Nurse retention is better in rural communities with a hospital, study reveals

Rural areas that do not have a hospital in the community experience increased nurse turnover, according to a new study co-authored by Elena Andreyeva, PhD, assistant professor at the Texas A&M University School of Public Health. The paper, “Nursing Turnover in a Large, Rural Health System,” was recently published in The Journal of Rural Health.

This study conducted by Andreyeva and researchers from the University of Pennsylvania and Stanford Health focused on a large health care system with 27 affiliated hospitals in South Dakota, North Dakota and Minnesota. The health care system provided researchers with data from 7,634 registered nurses who were employed by the system between January 2016 and December 2017. Approximately 1,765 of these nurses worked in rural communities that were served by the system’s health care facilities.

The research team’s most important finding was that the presence of a hospital in a community serves as the linchpin supporting nurse retention in these rural areas. Communities without an affiliate hospital had a 27 percent nursing turnover rate during the study’s two-year period. In comparison, the turnover rate was approximately 18 percent in rural communities that had an affiliated acute hospital or a critical access hospital.

“What we found is that if a nurse worked in a rural area that did not have a hospital, they were much more likely to leave the health care system,” Andreyeva said.

This study is important because of the increasing number of closures of rural hospitals in the United States. According to the Center for Healthcare Quality and Payment Reform, more than 130 rural hospitals have been shuttered over the past decade, while an additional 600 rural hospitals are currently at risk of closure.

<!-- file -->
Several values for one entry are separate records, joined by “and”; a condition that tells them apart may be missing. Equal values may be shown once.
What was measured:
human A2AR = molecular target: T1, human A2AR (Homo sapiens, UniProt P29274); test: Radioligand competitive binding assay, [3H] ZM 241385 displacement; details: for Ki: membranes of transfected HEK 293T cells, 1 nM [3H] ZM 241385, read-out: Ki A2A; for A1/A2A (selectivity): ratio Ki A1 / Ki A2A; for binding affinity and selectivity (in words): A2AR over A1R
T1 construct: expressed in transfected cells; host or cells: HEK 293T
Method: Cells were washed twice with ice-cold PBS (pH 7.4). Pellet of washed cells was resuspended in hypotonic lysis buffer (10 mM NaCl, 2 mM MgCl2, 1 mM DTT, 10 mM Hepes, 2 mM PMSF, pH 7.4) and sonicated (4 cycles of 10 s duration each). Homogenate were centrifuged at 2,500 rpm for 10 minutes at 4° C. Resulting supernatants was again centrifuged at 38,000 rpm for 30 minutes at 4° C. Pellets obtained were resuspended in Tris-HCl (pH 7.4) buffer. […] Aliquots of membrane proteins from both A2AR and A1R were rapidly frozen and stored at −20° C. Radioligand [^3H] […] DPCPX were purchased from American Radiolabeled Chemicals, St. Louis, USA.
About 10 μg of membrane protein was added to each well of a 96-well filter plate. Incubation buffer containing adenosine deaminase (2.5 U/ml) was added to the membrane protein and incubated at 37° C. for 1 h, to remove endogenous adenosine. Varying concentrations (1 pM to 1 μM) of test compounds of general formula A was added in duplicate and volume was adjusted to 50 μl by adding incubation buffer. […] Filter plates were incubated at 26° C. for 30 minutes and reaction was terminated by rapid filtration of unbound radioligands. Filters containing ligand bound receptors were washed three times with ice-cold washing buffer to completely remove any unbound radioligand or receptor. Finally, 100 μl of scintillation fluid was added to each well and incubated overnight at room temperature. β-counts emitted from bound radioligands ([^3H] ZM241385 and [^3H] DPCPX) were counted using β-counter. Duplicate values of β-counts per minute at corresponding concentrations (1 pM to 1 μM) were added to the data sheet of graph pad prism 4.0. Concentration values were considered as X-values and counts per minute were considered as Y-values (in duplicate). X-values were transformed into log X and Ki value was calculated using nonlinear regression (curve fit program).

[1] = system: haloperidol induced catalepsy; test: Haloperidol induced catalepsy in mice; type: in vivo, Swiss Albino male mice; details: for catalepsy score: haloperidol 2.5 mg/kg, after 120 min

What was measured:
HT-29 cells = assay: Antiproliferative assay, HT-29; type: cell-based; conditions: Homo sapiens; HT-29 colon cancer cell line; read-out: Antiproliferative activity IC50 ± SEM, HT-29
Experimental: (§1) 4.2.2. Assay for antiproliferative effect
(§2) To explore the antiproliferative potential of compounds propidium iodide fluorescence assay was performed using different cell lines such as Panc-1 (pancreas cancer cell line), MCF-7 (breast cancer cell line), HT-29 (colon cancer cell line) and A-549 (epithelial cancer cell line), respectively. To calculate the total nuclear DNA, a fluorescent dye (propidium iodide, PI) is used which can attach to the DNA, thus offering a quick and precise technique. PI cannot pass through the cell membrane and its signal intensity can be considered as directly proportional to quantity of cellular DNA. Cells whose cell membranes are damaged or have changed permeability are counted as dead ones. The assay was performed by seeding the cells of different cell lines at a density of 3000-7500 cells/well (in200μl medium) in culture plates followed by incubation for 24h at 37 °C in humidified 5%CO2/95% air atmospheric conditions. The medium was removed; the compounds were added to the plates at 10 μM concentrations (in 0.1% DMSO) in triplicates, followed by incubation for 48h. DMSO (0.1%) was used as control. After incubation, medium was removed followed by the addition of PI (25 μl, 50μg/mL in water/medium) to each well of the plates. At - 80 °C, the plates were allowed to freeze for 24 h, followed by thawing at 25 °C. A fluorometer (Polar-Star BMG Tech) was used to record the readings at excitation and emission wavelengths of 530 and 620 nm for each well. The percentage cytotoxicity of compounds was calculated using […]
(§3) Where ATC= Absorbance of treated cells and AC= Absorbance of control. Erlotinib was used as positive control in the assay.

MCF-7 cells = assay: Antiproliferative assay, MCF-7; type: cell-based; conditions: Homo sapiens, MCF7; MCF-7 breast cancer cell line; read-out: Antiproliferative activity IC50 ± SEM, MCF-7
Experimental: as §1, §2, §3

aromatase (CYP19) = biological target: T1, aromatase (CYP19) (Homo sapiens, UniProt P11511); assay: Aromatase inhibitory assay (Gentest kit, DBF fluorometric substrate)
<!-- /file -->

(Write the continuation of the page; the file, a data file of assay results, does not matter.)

“If you think of a hospital serving as an anchor for all of the health care resources and facilities in the particular area, if that anchor is gone, there is a ripple effect across other health care facilities,” Andreyeva said. “The hospital’s loss makes things worse for the geographic area that is affected. Other health care providers who might have been impacted by the closure are much more likely to leave the area once the hospital is gone.”

This latest study also extends Andreyeva’s previous research on rural hospital closures. “This tells us that if the hospital is gone, that might lead to adverse health outcomes,” she said. “If you have a health emergency and there is not a hospital around, patients are much more likely to experience adverse health outcomes, including mortality.”

The researchers also analyzed the health care system’s overall nurse demographic data. The team found that overall, 19 percent of the health care system’s nurses left their position during the two-year period. North Dakota’s facilities had the highest turnover rate (22.2 percent), compared to Minnesota (17.3 percent) and South Dakota (15.8 percent). Urban areas had a 19.3 percent turnover rate, which was slightly higher than rural areas (18 percent).

Gender and age also were factors in turnover. Male nurses had higher turnover rates than female nurses. Additionally, nurses who were age 30 or younger as well as those above the age of 60 were the most likely to leave their jobs.

Tenure also contributed to retention. Nurses who had been with the system for 10 years had a lower turnover rate (12 percent) compared to nurses who had been employed with the system for two years (21 percent).

This study does not consider the effect of the COVID-19 pandemic on nursing turnover. “It would be interesting to look at it with newer data now as turnover rates have been increasing because of nursing fatigue and the idea that nurses can make more money being a travel nurse than being an in-house nurse,” Andreyeva said.

 

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